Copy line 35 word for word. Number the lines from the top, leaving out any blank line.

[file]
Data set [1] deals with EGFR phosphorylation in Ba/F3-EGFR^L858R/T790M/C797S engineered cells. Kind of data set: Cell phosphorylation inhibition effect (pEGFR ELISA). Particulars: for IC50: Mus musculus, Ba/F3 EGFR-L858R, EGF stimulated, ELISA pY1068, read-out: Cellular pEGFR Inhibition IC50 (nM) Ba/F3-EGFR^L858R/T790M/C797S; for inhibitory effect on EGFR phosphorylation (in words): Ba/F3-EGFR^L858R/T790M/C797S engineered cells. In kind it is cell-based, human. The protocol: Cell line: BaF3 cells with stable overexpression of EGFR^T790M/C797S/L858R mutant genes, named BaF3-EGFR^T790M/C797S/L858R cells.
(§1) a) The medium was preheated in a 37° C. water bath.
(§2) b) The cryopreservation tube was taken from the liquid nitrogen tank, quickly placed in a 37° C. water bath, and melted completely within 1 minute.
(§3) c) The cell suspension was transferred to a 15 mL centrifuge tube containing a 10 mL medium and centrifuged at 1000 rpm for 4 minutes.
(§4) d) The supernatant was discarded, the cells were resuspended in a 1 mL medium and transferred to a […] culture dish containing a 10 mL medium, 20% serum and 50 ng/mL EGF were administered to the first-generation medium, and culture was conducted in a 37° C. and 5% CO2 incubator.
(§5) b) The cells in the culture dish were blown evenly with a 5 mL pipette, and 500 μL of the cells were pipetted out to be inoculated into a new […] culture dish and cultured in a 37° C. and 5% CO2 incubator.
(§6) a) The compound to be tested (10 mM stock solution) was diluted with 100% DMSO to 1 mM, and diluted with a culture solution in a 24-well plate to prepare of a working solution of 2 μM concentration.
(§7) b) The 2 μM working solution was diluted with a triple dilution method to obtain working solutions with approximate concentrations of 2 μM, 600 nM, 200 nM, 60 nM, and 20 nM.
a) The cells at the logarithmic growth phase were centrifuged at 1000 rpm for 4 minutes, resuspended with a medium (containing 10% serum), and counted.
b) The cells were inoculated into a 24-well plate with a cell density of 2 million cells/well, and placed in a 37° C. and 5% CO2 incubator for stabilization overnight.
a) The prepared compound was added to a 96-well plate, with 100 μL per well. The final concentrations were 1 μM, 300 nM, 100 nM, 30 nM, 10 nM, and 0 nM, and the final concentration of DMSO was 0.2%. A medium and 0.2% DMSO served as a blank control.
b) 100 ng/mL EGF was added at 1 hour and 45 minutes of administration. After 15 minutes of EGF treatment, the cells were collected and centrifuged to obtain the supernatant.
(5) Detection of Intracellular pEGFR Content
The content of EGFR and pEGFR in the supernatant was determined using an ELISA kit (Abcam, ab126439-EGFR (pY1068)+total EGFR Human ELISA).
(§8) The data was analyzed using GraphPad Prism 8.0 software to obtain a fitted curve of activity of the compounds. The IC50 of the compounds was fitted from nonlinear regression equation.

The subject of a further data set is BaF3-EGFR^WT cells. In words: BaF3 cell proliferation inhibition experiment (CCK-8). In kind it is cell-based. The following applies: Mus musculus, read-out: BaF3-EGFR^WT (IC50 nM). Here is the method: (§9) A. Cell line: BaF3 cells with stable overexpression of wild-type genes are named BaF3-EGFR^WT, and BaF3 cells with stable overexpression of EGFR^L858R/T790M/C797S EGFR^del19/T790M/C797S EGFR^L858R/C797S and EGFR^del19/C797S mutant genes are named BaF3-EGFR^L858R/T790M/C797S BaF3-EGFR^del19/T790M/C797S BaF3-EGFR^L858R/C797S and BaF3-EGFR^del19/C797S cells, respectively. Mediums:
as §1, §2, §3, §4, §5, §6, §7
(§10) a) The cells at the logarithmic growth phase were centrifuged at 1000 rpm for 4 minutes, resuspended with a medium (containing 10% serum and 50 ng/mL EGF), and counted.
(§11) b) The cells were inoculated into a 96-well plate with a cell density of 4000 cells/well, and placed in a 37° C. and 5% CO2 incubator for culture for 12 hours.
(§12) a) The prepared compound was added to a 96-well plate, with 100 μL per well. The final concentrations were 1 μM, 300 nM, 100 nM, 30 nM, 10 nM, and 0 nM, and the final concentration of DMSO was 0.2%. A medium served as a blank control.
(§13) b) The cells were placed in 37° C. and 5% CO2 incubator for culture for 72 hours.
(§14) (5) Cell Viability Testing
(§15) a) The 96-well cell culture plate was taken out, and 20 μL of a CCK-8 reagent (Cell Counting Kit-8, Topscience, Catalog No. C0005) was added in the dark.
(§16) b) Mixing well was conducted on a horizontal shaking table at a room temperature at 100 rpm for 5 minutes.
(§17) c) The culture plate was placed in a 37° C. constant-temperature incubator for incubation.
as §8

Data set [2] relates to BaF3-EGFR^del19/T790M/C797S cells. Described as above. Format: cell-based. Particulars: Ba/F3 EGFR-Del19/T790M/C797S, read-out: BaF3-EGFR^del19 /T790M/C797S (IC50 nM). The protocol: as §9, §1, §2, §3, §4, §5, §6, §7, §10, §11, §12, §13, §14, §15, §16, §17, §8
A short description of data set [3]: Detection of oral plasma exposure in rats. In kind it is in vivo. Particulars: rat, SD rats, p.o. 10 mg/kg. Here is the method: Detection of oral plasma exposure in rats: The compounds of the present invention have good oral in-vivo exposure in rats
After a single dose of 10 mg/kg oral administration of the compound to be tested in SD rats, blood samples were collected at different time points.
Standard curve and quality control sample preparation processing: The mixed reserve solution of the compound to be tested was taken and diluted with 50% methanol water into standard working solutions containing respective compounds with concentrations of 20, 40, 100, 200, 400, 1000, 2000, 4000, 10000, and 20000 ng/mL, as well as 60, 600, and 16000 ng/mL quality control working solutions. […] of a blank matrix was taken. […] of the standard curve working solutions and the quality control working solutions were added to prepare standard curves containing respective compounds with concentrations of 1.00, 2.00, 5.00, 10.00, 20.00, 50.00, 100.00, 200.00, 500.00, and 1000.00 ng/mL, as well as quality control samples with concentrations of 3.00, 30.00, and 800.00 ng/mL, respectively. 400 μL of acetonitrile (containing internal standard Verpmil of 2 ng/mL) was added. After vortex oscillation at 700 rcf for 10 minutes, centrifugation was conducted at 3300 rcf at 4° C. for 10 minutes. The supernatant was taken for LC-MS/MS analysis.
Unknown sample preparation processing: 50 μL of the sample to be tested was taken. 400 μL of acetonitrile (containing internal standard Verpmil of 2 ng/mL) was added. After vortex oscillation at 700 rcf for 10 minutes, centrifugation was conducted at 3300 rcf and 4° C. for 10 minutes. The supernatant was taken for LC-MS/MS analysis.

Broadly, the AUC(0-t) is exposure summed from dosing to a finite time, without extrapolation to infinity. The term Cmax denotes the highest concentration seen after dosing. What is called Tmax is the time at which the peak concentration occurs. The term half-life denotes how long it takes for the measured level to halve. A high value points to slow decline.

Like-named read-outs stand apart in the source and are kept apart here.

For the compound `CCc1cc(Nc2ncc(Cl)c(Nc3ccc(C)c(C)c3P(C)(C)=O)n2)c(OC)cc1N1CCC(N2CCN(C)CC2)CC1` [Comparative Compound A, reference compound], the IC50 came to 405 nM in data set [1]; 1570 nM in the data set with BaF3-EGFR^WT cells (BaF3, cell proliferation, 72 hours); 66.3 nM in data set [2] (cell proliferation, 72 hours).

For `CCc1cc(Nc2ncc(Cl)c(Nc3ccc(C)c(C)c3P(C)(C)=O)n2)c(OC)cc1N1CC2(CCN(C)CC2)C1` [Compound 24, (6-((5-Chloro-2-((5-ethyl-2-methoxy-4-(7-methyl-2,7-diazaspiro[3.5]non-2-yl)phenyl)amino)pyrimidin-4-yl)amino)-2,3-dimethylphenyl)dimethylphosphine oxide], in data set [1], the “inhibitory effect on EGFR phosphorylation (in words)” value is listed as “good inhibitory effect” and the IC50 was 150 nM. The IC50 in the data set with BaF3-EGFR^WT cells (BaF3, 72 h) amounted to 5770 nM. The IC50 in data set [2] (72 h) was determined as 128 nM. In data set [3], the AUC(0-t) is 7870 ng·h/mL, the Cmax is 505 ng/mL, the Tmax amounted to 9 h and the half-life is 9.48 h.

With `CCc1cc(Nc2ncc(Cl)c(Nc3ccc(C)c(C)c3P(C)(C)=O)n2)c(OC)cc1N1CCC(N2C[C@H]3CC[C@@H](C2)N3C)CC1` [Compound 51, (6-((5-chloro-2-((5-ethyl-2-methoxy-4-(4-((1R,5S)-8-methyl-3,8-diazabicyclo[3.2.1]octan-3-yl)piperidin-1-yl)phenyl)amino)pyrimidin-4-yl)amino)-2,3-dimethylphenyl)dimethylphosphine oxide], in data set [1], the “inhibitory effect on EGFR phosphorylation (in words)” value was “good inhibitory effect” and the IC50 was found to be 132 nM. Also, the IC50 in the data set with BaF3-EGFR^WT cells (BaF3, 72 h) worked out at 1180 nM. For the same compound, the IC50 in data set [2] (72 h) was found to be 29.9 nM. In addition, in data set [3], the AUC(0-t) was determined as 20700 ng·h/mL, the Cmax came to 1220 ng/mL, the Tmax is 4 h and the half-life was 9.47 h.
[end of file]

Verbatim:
For `CCc1cc(Nc2ncc(Cl)c(Nc3ccc(C)c(C)c3P(C)(C)=O)n2)c(OC)cc1N1CC2(CCN(C)CC2)C1` [Compound 24, (6-((5-Chloro-2-((5-ethyl-2-methoxy-4-(7-methyl-2,7-diazaspiro[3.5]non-2-yl)phenyl)amino)pyrimidin-4-yl)amino)-2,3-dimethylphenyl)dimethylphosphine oxide], in data set [1], the “inhibitory effect on EGFR phosphorylation (in words)” value is listed as “good inhibitory effect” and the IC50 was 150 nM. The IC50 in the data set with BaF3-EGFR^WT cells (BaF3, 72 h) amounted to 5770 nM. The IC50 in data set [2] (72 h) was determined as 128 nM. In data set [3], the AUC(0-t) is 7870 ng·h/mL, the Cmax is 505 ng/mL, the Tmax amounted to 9 h and the half-life is 9.48 h.